Contract manufacturing is defined as outsourcing or contracting out the manufacturing services of a business to an external firm, business or third-party vendor. Manufacturing services include manufacturing the product to required specifications, engineering the product and designing and manufacturing the product.
The classic value chain of a manufacturing business is comprised of the following activities: inbound goods, manufacturing, outbound goods and marketing. Other activities such as human resources, finance and R&D are peripheral, and support the core activities of the manufacturing firm. Manufacturing would be the core and secluded activity of the business, with third parties involved in the raw and processed materials necessary for the conversion of the manufactured product. Contracted services in manufacturing is restricted to labor and other allied services.
Contract manufacturing is advantageous for a business, for the business has higher value for its products due to the manufacturing excellence. This is also determined by macro-economic factors such as globalization, increased collaborative environments in the supply chain and the cost economics of dependence on others. Businesses turned to third parties to gain cost advantages, proximity to customers and competence advantages with the vendors.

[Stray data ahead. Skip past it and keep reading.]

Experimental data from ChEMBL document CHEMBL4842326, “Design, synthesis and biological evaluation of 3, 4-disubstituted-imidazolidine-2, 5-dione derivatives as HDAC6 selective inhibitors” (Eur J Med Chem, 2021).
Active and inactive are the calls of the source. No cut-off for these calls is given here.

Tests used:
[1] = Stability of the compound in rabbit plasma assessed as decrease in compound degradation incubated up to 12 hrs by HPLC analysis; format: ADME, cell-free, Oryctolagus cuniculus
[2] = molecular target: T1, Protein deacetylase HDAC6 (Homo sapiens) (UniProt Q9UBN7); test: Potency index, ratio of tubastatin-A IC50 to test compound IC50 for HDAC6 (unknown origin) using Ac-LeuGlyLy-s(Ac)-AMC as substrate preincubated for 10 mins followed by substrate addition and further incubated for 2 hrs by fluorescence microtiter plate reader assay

Contract manufacturing is employed by businesses in consumer as well as industrial goods industries. Industries such as electronics, automobiles and pharmaceuticals utilize contract manufacturing in their collaborative efforts with suppliers. For instance, soap manufacturers outsource to third party vendors and package the soap with their own brand names. Heavy engineering industries such as aerospace involve third-party vendors not only in manufacturing but also in design of components.
Various factors such as increased communication flows between partners through information technology and the need to be near customers have necessitated the presence of third-party vendors in contract manufacturing.